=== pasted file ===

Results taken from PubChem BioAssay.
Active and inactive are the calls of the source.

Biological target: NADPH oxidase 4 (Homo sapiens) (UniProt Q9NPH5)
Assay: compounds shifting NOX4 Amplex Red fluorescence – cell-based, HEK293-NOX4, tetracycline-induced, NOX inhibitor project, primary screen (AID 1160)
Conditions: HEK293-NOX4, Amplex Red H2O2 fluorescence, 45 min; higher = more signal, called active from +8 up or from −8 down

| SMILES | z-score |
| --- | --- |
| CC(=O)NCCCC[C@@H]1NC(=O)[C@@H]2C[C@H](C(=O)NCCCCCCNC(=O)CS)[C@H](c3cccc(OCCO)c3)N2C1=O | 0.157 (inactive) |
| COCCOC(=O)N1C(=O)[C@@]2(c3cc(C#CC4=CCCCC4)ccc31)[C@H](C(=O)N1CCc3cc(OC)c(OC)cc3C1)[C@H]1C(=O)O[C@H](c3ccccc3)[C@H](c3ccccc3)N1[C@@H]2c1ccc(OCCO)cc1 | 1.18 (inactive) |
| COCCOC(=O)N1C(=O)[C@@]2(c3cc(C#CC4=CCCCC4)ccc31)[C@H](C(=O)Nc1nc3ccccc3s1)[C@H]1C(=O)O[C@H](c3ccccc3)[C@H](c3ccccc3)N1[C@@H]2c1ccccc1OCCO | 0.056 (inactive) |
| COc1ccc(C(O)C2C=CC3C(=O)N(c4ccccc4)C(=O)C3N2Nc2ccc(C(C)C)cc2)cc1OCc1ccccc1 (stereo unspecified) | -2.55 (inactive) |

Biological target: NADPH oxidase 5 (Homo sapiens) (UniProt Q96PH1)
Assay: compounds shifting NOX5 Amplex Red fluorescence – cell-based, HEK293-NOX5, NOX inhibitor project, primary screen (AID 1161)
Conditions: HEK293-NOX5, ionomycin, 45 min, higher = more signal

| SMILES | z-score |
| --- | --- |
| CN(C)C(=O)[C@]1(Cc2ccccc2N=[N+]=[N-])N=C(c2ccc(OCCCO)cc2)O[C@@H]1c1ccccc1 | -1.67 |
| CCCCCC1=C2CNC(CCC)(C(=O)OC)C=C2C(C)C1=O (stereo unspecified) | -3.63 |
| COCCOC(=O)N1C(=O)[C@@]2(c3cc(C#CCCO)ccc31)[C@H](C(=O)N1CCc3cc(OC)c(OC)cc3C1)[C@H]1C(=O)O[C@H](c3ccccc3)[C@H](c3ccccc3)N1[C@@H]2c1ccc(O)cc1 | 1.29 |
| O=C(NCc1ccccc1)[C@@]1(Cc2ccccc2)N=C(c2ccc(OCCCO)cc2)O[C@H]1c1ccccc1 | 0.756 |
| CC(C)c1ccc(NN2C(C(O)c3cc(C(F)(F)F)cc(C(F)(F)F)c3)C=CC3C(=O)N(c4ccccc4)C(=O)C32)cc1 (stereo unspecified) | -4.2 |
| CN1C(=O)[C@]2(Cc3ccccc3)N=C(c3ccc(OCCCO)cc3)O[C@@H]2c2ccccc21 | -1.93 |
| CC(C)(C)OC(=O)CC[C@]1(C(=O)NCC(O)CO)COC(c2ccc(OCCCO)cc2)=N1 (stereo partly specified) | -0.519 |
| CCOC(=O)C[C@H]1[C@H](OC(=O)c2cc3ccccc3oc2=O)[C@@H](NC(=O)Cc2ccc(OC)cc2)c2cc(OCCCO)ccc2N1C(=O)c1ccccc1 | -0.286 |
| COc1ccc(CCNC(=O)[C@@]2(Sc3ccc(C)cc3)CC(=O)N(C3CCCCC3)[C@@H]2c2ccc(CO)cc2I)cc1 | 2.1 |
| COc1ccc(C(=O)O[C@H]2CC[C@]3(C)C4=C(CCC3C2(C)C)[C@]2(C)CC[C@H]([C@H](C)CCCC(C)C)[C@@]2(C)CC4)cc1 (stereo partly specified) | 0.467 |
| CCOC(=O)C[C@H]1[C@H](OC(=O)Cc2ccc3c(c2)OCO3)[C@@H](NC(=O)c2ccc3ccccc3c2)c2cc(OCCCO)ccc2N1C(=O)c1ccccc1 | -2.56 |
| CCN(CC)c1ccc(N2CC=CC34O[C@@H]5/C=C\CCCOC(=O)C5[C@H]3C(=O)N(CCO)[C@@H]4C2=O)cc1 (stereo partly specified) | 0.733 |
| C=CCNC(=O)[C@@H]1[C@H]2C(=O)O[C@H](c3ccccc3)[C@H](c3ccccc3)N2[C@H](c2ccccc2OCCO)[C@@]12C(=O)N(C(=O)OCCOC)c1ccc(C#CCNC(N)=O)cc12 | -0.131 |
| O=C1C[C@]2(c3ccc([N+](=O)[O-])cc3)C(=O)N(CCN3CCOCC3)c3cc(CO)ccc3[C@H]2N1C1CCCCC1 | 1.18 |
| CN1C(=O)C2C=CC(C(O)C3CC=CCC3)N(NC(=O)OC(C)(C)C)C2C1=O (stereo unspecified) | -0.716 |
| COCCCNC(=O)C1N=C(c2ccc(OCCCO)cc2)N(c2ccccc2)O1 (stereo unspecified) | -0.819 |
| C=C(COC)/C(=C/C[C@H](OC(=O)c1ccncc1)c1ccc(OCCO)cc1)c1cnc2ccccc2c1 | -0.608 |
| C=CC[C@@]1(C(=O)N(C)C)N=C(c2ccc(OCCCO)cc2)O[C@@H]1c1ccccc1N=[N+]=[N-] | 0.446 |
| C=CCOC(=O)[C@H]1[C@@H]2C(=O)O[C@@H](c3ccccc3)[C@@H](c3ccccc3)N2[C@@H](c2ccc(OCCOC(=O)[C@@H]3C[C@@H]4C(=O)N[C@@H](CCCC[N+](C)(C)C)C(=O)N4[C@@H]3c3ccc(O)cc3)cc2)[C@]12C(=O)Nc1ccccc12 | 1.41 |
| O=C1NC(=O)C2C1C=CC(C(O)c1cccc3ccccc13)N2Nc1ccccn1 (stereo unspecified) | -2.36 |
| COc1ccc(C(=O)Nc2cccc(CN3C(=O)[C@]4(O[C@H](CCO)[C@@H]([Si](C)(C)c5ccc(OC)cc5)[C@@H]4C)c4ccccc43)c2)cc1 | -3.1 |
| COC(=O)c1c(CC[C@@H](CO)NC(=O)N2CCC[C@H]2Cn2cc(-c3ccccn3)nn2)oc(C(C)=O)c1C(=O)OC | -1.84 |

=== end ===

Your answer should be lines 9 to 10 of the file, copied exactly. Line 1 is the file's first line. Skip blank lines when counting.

| COCCOC(=O)N1C(=O)[C@@]2(c3cc(C#CC4=CCCCC4)ccc31)[C@H](C(=O)N1CCc3cc(OC)c(OC)cc3C1)[C@H]1C(=O)O[C@H](c3ccccc3)[C@H](c3ccccc3)N1[C@@H]2c1ccc(OCCO)cc1 | 1.18 (inactive) |
| COCCOC(=O)N1C(=O)[C@@]2(c3cc(C#CC4=CCCCC4)ccc31)[C@H](C(=O)Nc1nc3ccccc3s1)[C@H]1C(=O)O[C@H](c3ccccc3)[C@H](c3ccccc3)N1[C@@H]2c1ccccc1OCCO | 0.056 (inactive) |